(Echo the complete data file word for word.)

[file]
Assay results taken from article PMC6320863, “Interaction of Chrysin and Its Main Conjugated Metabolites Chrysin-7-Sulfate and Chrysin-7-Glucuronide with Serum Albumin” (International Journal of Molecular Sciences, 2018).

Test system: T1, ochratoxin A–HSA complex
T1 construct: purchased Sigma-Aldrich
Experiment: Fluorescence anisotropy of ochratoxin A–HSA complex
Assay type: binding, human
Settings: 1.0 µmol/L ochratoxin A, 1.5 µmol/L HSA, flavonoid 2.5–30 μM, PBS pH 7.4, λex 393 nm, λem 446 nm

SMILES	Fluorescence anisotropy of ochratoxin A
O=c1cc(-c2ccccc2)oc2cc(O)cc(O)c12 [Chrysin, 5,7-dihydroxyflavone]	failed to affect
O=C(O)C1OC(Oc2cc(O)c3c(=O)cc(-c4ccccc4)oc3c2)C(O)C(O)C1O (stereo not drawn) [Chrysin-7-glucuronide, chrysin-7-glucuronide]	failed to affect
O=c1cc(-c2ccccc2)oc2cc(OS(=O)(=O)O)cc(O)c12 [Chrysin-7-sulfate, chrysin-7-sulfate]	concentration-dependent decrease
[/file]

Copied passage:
Assay results taken from article PMC6320863, “Interaction of Chrysin and Its Main Conjugated Metabolites Chrysin-7-Sulfate and Chrysin-7-Glucuronide with Serum Albumin” (International Journal of Molecular Sciences, 2018).

Test system: T1, ochratoxin A–HSA complex
T1 construct: purchased Sigma-Aldrich
Experiment: Fluorescence anisotropy of ochratoxin A–HSA complex
Assay type: binding, human
Settings: 1.0 µmol/L ochratoxin A, 1.5 µmol/L HSA, flavonoid 2.5–30 μM, PBS pH 7.4, λex 393 nm, λem 446 nm

SMILES	Fluorescence anisotropy of ochratoxin A
O=c1cc(-c2ccccc2)oc2cc(O)cc(O)c12 [Chrysin, 5,7-dihydroxyflavone]	failed to affect
O=C(O)C1OC(Oc2cc(O)c3c(=O)cc(-c4ccccc4)oc3c2)C(O)C(O)C1O (stereo not drawn) [Chrysin-7-glucuronide, chrysin-7-glucuronide]	failed to affect
O=c1cc(-c2ccccc2)oc2cc(OS(=O)(=O)O)cc(O)c12 [Chrysin-7-sulfate, chrysin-7-sulfate]	concentration-dependent decrease